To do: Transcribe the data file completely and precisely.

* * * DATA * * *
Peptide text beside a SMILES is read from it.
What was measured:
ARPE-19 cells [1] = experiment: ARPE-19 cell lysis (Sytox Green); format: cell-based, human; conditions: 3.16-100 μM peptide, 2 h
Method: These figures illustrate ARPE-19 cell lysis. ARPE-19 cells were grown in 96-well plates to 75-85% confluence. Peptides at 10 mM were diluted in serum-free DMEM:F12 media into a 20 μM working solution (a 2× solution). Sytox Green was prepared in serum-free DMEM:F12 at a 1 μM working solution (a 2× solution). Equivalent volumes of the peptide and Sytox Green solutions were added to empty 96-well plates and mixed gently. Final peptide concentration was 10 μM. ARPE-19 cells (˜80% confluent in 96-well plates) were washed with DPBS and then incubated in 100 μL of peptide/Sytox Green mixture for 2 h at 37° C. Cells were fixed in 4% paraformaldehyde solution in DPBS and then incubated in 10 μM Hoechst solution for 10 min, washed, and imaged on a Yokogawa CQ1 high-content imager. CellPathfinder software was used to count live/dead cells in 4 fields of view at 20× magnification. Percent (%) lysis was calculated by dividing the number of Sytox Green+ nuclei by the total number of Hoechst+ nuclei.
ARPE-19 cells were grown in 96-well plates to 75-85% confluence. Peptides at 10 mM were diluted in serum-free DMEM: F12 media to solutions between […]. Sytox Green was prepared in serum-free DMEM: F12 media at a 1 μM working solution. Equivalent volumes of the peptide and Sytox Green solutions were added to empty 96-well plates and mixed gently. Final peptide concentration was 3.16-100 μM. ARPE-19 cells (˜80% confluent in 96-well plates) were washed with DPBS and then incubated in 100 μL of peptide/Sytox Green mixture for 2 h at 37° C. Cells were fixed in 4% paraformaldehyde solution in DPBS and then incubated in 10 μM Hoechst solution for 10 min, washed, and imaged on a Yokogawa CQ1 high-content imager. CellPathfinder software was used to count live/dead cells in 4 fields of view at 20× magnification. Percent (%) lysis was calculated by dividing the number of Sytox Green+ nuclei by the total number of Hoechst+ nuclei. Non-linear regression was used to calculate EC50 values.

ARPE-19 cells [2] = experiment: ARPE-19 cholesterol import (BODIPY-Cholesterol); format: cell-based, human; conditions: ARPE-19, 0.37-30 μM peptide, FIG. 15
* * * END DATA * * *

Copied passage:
Peptide text beside a SMILES is read from it.
What was measured:
ARPE-19 cells [1] = experiment: ARPE-19 cell lysis (Sytox Green); format: cell-based, human; conditions: 3.16-100 μM peptide, 2 h
Method: These figures illustrate ARPE-19 cell lysis. ARPE-19 cells were grown in 96-well plates to 75-85% confluence. Peptides at 10 mM were diluted in serum-free DMEM:F12 media into a 20 μM working solution (a 2× solution). Sytox Green was prepared in serum-free DMEM:F12 at a 1 μM working solution (a 2× solution). Equivalent volumes of the peptide and Sytox Green solutions were added to empty 96-well plates and mixed gently. Final peptide concentration was 10 μM. ARPE-19 cells (˜80% confluent in 96-well plates) were washed with DPBS and then incubated in 100 μL of peptide/Sytox Green mixture for 2 h at 37° C. Cells were fixed in 4% paraformaldehyde solution in DPBS and then incubated in 10 μM Hoechst solution for 10 min, washed, and imaged on a Yokogawa CQ1 high-content imager. CellPathfinder software was used to count live/dead cells in 4 fields of view at 20× magnification. Percent (%) lysis was calculated by dividing the number of Sytox Green+ nuclei by the total number of Hoechst+ nuclei.
ARPE-19 cells were grown in 96-well plates to 75-85% confluence. Peptides at 10 mM were diluted in serum-free DMEM: F12 media to solutions between […]. Sytox Green was prepared in serum-free DMEM: F12 media at a 1 μM working solution. Equivalent volumes of the peptide and Sytox Green solutions were added to empty 96-well plates and mixed gently. Final peptide concentration was 3.16-100 μM. ARPE-19 cells (˜80% confluent in 96-well plates) were washed with DPBS and then incubated in 100 μL of peptide/Sytox Green mixture for 2 h at 37° C. Cells were fixed in 4% paraformaldehyde solution in DPBS and then incubated in 10 μM Hoechst solution for 10 min, washed, and imaged on a Yokogawa CQ1 high-content imager. CellPathfinder software was used to count live/dead cells in 4 fields of view at 20× magnification. Percent (%) lysis was calculated by dividing the number of Sytox Green+ nuclei by the total number of Hoechst+ nuclei. Non-linear regression was used to calculate EC50 values.

ARPE-19 cells [2] = experiment: ARPE-19 cholesterol import (BODIPY-Cholesterol); format: cell-based, human; conditions: ARPE-19, 0.37-30 μM peptide, FIG. 15